Alaskans are Truly Global Gardeners!

Ancient Egyptian garden © Werner Forman/Universal Images Group/Getty Images

A brief history of the origins of our favorite garden vegetables

Ice on the puddles the other morning had me lamenting the fact that it was still too soon to put starts outside for the season. That got me wondering about the vast number of plants we love to grow in Alaska that aren’t native to our region.  Wishing that I wasn’t at the mercy of our climate I asked myself “where do cucumbers grow in the wild?”. Within minutes my curiosity got the better of me.  Suddenly, I was feverishly looking up origins for every plant in my greenhouse. 

As gardeners it is very easy to plant a seed and only look forward.  How many of us garden and look to the past? When you survey your spring planting list do you ever wonder where those plants exist in the wild or how they came into existence? After taking a little time and doing some research I realized how Alaskans are truly global gardeners! Below are highlights from things I learned:

Tomatoes– these South American natives, first domesticated in 500 BC, were brought to the rest of the world by European explorers.  Sweet 100’s were first developed by Northrup-King Seed Company in 1978.  Early Girls, another hybrid variety, were developed in France and came to America at about the same time.  Many of us enjoy cultivating heirlooms, non-hybrid varieties with many decades of proof behind them…but if science rings true all tomato cultivars, hybrid or heirloom, owe their origins to 16 varieties of a single species, Solanum lycopersicum. This article from the UNIVERSITY OF ILLINOIS URBANA‐CHAMPAIGN Cooperative Extension does a great job of explaining tomato origins. If you are interested in the seedy, no pun intended, world of big seed companies, genetics, and the business of seed patents this article on Early Girl tomatoes is worth a read.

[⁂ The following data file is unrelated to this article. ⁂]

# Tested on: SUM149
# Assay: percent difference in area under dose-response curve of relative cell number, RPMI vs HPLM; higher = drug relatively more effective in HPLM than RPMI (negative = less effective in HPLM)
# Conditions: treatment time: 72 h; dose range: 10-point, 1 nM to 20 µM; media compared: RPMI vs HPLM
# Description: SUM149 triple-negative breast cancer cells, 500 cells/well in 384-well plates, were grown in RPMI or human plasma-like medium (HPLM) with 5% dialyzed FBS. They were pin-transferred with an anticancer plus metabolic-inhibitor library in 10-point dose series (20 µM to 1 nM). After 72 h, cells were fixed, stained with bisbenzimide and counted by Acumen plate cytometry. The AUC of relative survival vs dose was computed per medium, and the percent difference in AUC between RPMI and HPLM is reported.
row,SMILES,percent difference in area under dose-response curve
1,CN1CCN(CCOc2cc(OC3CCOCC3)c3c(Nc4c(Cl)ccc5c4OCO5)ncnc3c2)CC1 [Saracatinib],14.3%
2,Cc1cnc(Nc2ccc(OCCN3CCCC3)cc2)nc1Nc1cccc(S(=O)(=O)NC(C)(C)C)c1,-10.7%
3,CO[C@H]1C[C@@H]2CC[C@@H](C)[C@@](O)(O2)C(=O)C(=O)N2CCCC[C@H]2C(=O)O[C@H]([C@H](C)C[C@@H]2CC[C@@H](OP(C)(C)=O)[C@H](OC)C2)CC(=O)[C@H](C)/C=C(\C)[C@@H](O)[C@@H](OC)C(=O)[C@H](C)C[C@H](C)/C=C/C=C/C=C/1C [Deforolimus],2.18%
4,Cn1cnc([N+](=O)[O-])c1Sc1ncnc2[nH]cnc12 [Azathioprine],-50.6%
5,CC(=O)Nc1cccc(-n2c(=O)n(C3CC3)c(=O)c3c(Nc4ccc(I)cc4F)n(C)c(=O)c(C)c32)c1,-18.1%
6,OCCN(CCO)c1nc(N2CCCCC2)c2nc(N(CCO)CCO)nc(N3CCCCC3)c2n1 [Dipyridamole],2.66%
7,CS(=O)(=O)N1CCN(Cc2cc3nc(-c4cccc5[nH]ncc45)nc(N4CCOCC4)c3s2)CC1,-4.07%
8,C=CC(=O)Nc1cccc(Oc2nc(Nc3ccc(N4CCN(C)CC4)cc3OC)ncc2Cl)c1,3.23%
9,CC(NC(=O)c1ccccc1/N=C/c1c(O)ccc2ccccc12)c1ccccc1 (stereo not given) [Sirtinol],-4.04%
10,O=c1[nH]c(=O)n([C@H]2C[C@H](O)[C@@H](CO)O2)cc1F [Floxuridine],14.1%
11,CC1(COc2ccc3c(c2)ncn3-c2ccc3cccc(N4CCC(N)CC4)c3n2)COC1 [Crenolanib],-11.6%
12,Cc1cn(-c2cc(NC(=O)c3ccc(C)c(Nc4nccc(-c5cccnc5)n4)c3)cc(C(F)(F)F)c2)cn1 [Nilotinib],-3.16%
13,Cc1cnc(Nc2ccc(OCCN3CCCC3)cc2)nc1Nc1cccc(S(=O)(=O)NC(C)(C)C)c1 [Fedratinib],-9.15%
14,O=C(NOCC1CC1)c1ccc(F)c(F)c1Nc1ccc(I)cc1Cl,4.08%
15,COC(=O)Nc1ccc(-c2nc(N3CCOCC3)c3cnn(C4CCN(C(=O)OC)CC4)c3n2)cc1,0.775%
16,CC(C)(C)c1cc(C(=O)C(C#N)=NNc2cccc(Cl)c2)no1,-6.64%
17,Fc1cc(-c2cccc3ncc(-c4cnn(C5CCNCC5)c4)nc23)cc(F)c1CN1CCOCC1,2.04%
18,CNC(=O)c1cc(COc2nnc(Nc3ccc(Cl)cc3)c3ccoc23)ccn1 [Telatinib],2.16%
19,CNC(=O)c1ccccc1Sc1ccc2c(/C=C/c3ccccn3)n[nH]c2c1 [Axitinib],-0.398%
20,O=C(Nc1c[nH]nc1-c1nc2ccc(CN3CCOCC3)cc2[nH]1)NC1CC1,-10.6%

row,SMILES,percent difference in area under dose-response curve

It is thought that the original sixteen Chilean tomato varieties may have been more yellow than red.

Cucumbers– native to India, history suggests they have been cultivated for over 3000 years. Interesting fact, the Spanish brought cucumbers to Haiti in 1494.  It is also thought that certain North American tribes cultivated them after trading with Europeans.  The ever popular Sweet Success hybrid was first recognized by the AAS ( All American Selections ) when submitted by the Peto Seed Company in 1983.  This article from North Carolina State details cucumber research that has been on going since the late 1960’s.

Cucumis sativus var. hardwickii  – an ancestor to the cucumbers we enjoy today

Turnip – originates in the wild from Western Asia to Europe.  It is thought that turnips were first cultivated in Northern Europe over 2000 years ago.

The history of Brassica –  many of our favorite cold crops owe their lineage to a single, loose leaf Brassica.  None of these plants occur naturally in the wild, they were all developed by our gardening predecessors over generations.  Head cabbage does not appear in European history until the 13th century AD.  Broccoli as we know it today was cultivated in Southern Italy and came to America with Italian immigrants in the 19th century.  USDA botanist David Fairchild is credited with bringing kale to North America from Croatia in the 19th century.  Brussel sprouts, also from the same ancestral parent source, were developed and perfected in Brussels, Belgium, in the 13th century.